6.30pm-8.30pm on Friday 4 November 2016, in the Keynes Library (Room 114), Birkbeck, University of London, 43 Gordon Square. London WC1H 0PD

The Afro-Hispanic proverb Black but Human will serve as a lens through which I explore the ways in which certain early modern visual representation of slavery both embody and reproduce hegemonic visions of subaltern groups and at the same time provide material for critical and emancipatory practices by African slaves and ex-slaves themselves in Habsburg Spain. My paper will argue that deep ethnic prejudices against black slaves and ex-slaves in the crowns of Castile and Aragón did not prevent the emergence of the ‘Afro-Hispanic subject’ in the visual form articulated by a range of artists from Spain, the Spanish territories in Europe, and New Spain (Mexico). I will focus on the extraordinary seventeenth-century case of the portrait of the slave Juan de Pareja by his celebrated slave owner, Diego Velázquez and the self-portrait of freedman Juan de Pareja in his paintingThe Calling of St Matthew. This paper will also explore the ways in which the Black but Human topos codifies the multilayered processes through which a ‘black nation’ forges a collective resistance and the ways in which it is articulated in Pareja’s 3-metre long masterpiece for the Habsburg court in Madrid (now in the basement of the Prado Museum).

*The Seminar is convened and chaired by Dr Mpalive Msiska (, Reader in English and Humanities, Birkbeck, University of London, United Kingdom.


No booking required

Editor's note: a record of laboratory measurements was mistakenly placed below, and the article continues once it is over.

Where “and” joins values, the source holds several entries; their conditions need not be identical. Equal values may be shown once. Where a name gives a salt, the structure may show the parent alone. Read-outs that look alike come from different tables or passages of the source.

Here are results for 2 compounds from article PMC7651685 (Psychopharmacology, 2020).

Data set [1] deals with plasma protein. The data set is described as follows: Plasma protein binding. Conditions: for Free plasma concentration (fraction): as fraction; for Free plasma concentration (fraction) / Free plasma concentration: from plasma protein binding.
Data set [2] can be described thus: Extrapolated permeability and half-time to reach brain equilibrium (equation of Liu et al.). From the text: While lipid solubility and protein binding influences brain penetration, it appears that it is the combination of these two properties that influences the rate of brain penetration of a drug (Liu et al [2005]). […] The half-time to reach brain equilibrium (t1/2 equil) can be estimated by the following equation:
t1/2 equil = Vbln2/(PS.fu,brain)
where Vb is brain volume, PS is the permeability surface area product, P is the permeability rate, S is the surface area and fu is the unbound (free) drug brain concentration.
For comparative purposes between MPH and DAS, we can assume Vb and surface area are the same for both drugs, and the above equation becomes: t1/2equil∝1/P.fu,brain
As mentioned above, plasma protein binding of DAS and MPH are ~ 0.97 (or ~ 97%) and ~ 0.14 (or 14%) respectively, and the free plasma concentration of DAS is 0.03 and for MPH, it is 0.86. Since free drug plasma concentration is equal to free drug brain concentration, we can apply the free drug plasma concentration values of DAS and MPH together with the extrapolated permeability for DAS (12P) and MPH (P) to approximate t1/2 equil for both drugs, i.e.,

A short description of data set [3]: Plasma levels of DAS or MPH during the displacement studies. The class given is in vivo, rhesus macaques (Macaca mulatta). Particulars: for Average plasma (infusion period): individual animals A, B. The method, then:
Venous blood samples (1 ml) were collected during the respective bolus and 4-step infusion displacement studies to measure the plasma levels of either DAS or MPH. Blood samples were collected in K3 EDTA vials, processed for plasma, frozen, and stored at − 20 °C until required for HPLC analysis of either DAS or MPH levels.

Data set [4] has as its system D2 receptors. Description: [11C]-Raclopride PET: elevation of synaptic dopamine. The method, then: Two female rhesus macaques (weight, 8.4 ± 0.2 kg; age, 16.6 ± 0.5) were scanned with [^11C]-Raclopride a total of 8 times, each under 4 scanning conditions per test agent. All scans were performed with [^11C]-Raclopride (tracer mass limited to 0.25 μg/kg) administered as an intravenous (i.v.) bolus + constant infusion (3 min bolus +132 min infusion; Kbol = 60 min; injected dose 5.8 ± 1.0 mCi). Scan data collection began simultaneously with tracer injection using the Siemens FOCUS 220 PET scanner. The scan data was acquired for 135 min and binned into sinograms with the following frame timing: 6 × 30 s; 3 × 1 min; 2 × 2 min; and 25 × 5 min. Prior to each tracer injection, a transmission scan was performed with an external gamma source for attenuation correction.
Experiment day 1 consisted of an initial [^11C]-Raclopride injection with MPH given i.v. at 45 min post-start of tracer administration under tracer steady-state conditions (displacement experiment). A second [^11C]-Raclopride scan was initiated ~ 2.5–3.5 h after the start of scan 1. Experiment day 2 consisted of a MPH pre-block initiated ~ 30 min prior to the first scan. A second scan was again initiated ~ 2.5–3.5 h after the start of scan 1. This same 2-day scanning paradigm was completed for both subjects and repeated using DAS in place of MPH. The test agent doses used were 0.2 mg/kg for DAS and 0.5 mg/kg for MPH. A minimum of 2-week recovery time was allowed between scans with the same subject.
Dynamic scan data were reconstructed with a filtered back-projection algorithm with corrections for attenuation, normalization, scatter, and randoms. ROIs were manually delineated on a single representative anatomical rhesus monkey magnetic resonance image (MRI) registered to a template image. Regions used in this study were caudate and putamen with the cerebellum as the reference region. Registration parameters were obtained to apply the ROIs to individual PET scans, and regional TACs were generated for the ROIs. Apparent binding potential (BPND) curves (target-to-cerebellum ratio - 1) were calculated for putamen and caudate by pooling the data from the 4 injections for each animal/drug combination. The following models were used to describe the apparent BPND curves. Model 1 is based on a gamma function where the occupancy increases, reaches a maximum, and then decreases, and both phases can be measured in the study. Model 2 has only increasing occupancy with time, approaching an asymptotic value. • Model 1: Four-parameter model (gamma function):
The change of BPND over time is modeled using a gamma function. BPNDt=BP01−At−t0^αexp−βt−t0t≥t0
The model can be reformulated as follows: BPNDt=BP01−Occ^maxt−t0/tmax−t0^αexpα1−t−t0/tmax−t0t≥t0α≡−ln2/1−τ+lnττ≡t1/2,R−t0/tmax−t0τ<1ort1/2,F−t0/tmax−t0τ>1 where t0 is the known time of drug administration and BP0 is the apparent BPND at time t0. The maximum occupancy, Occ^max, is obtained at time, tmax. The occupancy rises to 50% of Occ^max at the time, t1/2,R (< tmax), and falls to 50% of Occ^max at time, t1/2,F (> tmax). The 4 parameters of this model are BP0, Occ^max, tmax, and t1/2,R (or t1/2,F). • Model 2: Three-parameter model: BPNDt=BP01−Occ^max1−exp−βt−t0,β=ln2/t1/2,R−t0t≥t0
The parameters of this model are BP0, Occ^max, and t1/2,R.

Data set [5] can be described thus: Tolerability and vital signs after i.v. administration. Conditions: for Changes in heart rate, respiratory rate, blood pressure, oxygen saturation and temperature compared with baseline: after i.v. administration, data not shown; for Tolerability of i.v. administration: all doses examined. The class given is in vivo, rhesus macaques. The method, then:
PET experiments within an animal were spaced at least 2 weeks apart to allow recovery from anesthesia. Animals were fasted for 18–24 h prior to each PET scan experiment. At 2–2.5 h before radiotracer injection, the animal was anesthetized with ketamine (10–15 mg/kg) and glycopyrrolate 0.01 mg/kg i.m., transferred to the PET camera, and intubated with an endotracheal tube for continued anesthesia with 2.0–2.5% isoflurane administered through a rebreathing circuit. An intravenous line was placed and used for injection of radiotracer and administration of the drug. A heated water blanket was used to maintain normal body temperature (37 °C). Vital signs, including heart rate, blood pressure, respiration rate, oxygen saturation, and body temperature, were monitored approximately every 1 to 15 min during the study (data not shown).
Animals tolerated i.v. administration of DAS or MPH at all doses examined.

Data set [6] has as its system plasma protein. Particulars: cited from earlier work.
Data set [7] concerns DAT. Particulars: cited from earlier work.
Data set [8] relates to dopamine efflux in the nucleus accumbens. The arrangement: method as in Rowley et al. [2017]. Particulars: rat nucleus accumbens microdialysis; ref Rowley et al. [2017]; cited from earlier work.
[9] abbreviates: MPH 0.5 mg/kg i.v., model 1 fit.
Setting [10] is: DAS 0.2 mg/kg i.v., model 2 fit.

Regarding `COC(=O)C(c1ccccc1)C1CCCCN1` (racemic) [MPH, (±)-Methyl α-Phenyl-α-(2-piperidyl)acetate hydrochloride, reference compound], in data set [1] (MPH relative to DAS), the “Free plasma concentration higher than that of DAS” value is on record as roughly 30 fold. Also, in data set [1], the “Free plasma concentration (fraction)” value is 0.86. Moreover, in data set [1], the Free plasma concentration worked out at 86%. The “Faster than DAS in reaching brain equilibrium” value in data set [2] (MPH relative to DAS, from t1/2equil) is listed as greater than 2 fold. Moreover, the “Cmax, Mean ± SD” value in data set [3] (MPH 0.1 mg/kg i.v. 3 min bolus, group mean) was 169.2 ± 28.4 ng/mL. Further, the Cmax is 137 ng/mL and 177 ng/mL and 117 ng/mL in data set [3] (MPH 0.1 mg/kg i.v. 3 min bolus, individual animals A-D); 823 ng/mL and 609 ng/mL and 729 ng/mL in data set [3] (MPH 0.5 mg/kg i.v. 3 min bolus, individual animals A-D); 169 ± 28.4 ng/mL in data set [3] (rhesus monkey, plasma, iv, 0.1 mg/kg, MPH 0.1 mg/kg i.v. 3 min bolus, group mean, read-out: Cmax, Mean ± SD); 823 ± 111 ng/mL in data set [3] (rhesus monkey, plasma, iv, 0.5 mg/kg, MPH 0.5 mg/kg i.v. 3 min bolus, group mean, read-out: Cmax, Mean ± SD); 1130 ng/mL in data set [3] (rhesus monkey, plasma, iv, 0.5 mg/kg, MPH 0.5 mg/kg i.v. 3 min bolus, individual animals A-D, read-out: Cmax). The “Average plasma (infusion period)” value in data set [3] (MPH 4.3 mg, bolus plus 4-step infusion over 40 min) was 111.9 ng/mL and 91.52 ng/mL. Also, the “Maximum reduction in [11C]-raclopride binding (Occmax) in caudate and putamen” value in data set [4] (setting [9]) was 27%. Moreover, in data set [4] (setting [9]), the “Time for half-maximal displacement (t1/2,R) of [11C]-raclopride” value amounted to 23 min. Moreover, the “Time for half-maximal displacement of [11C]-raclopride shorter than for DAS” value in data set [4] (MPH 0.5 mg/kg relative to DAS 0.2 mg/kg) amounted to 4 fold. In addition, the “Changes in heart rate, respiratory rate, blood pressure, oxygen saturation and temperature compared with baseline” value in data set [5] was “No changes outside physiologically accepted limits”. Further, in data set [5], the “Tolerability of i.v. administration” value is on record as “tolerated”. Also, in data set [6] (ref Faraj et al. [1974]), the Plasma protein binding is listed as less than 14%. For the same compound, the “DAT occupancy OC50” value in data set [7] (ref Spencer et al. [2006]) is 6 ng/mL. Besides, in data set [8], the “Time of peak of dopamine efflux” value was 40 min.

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We Saw Spain Die: Foreign Correspondents in the Spanish Civil War, 2 March 2016


We Saw Spain Die: Foreign Correspondents in the Spanish Civil War

Wednesday 2 March 2016
Oxford University – Ciclo Madariaga

Speaker: Prof. Paul Preston
Introduced by: Diego Rubio (Junior Fellow, University of Oxford)

Time: 5:30pm
Place: Summer Common Room, Magdalen College, Oxford, OX1 4AU

From 1936 to 1939, the eyes of the world were fixed on the devastating Spanish conflict that drew both professional war correspondents and great writers alike. Despite difficult political, professional and personal circumstances Ernest Hemingway, John Dos Passos, Josephine Herbst, Martha Gellhorn, W. H. Auden, Stephen Spender, Kim Philby, George Orwell, Arthur Koestler, Cyril Connolly, André Malraux, Antoine de Saint Exupéry, and many others wrote eloquently about the horrors they saw at first-hand.

Together, with many great and now largely forgotten journalists, they put their lives on the line. Facing censorship, they fought to expose the complacency with which the decision-makers of the West were appeasing Hitler and Mussolini. Many campaigned for the lifting of non-intervention, revealing the extent to which the Spanish Republic had been betrayed. Based on extensive diary material and personal correspondence, Mainly British and American, but also Russian and French, Paul Preston’s account tells of the courage and skill of these men and women.

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Call for Papers: L’Atalante ‘Desire and Eroticism in Dictatorial Times’, deadline 8 April 2016

The team behind L’Atalante. Revista de estudios cinematográficos is pleased to announce the publication of the volume 21, dedicated to the First World War anniversary and the relationship between cinema and historical memory. All the contents are available for free on their website.

There is a call for papers for Volume 23, to be published in January 2017. The main theme is the representation of Desire and Eroticism in Dictatorial Times (Film Strategies Against Censorship in Totalitarian Regimes), and articles will be accepted from March 20th to April 8th, more information here

L’Atalante. Revista de estudios cinematográficos is a biannual non-profit publication published in Valencia (Spain) with the collaboration of different institutions and universities and indexed in several and relevant scientific journal indexes and catalogues. Find more information about the journal here.